Cookie use on MRCVSonline
We use cookies to ensure that we give you the best experience on our website. If you continue without changing your settings, we will assume that you are happy to receive all cookies.
If you would like to forward this story on to a friend, simply fill in the form below and click send.

Your friend's email:
Your email:
Your name:
 
 
Send Cancel

Blue Cross launches appeal for horse toys
Feral ponies are accustomed to living on moorland, mountains or heathland where they are free to display their natural behaviours.
Toys will support mental health and development

An appeal for horse toys to help enrich the lives of rescued feral ponies has been launched by the Blue Cross.

Based at the charity’s centre in Rolleston, Staffordshire, many of the ponies were taken in a pitiful state of health, having been rounded up and left unclaimed on Bodmin Moore.

Now the charity is calling for items such as play balls, mouthing fence toys and scratching mats to support their mental health and development while they are being rehabilitated.

In the UK, feral ponies are accustomed to living on moorland, mountains or heathland where they are free to display their natural behaviours and satisfy their curiosity. Sadly for the Bodmin Moor ponies, over-crowding, together with poor grazing, has made life difficult for them to survive in their natural environment.

At its Staffordshire and Oxfordshire centres, Blue Cross has designed buildings, stables and fields to minimise stress and enhance natural traits as much as possible. In addition to providing large barns and fields, the charity ensures the horses are kept in carefully selected groups that can physically interact with each other. For feral horses, however, this is not enough.

“With the young Bodmin ponies we have noticed that they spend a lot of time being destructive and play fighting. Less than a year ago they roamed freely across the moors, able to play in streams, and across a varied terrain of hills, woods and stony out crops," explains rehoming centre manager Tess Scott-Adams.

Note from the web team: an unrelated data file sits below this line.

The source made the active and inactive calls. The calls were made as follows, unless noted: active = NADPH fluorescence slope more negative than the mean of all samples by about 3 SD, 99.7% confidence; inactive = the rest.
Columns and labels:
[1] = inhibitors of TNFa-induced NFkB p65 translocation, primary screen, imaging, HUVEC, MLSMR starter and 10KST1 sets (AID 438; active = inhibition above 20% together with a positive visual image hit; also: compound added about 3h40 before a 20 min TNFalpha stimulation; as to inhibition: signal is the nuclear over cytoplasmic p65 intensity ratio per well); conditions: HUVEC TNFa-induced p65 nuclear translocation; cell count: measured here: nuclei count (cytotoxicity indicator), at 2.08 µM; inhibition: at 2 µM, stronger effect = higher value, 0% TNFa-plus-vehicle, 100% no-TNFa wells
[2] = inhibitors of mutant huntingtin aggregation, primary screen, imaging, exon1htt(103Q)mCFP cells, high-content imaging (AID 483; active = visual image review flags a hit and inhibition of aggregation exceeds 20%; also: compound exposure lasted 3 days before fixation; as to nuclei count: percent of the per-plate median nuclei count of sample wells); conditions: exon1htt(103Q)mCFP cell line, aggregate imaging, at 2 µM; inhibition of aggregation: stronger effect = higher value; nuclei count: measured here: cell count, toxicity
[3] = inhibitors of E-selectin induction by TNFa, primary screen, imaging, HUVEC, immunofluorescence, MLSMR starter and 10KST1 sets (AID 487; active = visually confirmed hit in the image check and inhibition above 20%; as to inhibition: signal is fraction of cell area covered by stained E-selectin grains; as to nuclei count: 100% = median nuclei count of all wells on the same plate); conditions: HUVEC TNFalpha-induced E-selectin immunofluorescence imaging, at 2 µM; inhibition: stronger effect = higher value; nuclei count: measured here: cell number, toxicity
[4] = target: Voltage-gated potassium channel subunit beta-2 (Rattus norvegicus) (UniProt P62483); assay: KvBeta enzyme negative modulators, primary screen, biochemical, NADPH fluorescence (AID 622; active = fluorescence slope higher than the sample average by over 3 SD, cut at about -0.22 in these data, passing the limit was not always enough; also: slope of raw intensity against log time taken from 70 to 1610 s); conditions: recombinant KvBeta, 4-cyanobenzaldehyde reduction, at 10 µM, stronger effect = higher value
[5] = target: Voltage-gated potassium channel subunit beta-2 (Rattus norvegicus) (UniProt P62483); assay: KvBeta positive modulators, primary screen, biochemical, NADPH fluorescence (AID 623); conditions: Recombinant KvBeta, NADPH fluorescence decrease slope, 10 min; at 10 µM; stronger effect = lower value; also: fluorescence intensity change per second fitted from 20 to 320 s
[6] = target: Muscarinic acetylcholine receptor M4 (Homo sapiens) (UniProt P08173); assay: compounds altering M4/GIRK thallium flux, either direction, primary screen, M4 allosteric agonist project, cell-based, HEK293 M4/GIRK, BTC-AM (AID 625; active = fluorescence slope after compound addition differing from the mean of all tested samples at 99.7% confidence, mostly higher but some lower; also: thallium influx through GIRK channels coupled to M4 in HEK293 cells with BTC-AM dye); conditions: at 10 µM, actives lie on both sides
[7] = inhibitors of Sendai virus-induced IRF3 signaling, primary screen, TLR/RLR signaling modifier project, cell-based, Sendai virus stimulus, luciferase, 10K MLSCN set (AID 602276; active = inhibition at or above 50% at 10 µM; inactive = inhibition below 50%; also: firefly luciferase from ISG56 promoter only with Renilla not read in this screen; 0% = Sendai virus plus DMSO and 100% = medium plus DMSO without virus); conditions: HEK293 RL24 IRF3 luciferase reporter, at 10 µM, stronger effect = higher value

“Making the transition to a life of relative confinement is hard for them, no matter the excellent quality of the environment we are able to provide here at Blue Cross. Providing them with additional enrichment in the form of horse toys gives them something else to interact with and helps stimulate their inquisitive minds.”

For more information about the appeal and to find out how you can help support Blue Cross visit: www.bluecross.org.uk

Become a member or log in to add this story to your CPD history

New app to improve street dog welfare

News Story 1
 A new free app will support vital work in clinics caring for stray dogs around the world, experts say. Created by the University of Edinburgh, the tool allows vets to track the wellbeing of dogs going through catch-neuter-return schemes, which are common in countries with large numbers of strays.

Vets say the welfare of individual dogs can be overlooked during the process of capture, transport or surgery. The app, piloted across Asia and Africa, helps staff to monitor welfare, spot signs of distress and develop strategies to improve care. It was launched at BSAVA Congress on Friday 6 April.  

Click here for more...
News Shorts
Farm to fork traceability championed in new service

Defra has created a new information service to offer farm to fork traceability when the UK leaves the EU. The Livestock Information Service, which is set to be operational from 2019, will identify and track animal movements via electronic IDs, meaning the industry and government are better placed to respond in the event of a disease outbreak.

Environment secretary Michael Gove said: “This service will be instrumental in improving traceability and providing guarantees to consumers about the origin of their food. NFU President Minette Batters, among others, has helped lead the way on this, showing how it will drive a progressive and vibrant livestock industry once we leave the EU.”